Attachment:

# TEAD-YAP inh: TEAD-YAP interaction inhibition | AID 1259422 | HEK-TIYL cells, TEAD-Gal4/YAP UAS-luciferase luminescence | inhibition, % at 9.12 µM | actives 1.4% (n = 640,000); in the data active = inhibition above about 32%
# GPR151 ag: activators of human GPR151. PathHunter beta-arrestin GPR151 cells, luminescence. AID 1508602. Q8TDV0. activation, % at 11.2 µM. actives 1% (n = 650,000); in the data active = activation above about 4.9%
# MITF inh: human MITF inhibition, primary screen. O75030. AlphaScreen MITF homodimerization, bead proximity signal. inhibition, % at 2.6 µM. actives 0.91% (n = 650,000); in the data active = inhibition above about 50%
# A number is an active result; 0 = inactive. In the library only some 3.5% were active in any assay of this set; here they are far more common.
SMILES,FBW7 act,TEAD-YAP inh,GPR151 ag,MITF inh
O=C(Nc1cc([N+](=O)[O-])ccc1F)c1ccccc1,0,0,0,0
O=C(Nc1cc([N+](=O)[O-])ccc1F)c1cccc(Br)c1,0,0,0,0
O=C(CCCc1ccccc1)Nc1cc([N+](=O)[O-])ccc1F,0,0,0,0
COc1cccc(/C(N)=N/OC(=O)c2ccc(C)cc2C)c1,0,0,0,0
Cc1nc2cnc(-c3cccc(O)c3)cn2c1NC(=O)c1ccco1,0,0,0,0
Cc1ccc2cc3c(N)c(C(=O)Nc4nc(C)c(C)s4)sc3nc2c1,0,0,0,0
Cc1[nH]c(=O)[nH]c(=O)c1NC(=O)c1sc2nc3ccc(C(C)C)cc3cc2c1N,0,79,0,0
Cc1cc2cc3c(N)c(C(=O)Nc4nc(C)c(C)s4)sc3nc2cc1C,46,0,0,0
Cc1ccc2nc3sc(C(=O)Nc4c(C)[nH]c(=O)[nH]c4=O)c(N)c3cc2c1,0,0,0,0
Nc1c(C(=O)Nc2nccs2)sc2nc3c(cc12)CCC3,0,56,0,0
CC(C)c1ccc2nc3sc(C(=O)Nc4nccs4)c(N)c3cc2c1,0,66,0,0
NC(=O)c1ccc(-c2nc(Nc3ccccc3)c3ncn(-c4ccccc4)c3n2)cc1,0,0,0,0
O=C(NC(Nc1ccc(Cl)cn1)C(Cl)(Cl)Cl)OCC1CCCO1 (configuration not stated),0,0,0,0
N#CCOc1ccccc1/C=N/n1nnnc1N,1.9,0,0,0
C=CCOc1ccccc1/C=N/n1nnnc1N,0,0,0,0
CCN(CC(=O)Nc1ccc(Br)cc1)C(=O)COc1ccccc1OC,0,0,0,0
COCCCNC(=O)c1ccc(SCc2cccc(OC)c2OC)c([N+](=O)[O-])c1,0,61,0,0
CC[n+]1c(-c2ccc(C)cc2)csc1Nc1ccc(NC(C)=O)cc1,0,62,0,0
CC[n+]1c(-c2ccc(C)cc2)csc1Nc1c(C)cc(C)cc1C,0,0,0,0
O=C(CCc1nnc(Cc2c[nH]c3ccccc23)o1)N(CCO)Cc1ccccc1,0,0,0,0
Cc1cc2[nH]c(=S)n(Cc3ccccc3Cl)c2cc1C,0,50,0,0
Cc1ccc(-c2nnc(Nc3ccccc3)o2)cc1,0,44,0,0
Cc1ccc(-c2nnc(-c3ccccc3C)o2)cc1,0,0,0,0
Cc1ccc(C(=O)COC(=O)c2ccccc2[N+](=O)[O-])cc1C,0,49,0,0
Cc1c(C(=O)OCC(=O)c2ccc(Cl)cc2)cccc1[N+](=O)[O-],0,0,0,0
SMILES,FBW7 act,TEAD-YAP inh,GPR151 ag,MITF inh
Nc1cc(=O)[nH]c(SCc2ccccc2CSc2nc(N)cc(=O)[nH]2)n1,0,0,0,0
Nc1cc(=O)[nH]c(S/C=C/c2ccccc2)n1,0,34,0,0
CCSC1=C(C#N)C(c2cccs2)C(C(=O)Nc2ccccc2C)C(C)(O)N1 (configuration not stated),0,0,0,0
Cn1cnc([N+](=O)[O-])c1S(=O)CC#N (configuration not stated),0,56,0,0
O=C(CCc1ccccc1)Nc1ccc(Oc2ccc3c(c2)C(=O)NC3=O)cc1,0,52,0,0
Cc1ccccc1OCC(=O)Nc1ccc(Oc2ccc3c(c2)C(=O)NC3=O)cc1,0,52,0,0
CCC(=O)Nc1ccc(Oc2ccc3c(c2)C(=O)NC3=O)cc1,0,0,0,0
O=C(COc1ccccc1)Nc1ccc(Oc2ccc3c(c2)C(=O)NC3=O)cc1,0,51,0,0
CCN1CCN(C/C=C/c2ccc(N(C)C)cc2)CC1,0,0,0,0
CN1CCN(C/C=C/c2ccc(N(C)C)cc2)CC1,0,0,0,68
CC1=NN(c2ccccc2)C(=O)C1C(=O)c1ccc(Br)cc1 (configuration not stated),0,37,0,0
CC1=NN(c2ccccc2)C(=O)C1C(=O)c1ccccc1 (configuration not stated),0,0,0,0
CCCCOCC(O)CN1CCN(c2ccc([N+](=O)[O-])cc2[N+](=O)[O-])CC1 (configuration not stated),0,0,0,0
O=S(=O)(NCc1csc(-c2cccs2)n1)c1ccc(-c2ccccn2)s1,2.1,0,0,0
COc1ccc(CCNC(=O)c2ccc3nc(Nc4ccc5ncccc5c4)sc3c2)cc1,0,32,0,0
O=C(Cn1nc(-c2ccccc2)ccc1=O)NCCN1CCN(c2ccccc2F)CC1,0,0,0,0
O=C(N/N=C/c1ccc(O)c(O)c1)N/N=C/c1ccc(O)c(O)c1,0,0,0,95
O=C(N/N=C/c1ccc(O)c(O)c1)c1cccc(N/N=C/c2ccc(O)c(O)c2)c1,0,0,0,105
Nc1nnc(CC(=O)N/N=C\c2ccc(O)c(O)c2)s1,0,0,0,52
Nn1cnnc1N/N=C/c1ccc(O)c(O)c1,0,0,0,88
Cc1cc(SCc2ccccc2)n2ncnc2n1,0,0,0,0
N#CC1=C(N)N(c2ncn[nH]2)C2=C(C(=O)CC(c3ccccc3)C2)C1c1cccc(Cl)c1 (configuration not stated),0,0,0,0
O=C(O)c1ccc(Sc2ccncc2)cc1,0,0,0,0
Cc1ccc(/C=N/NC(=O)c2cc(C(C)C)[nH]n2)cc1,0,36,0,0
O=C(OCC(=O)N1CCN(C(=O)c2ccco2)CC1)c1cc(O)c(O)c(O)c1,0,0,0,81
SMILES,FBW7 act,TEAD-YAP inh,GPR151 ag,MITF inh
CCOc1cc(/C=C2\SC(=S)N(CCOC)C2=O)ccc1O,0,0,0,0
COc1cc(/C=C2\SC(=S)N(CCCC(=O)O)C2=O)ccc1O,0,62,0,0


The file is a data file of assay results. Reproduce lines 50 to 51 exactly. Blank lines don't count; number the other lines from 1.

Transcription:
Nc1nnc(CC(=O)N/N=C\c2ccc(O)c(O)c2)s1,0,0,0,52
Nn1cnnc1N/N=C/c1ccc(O)c(O)c1,0,0,0,88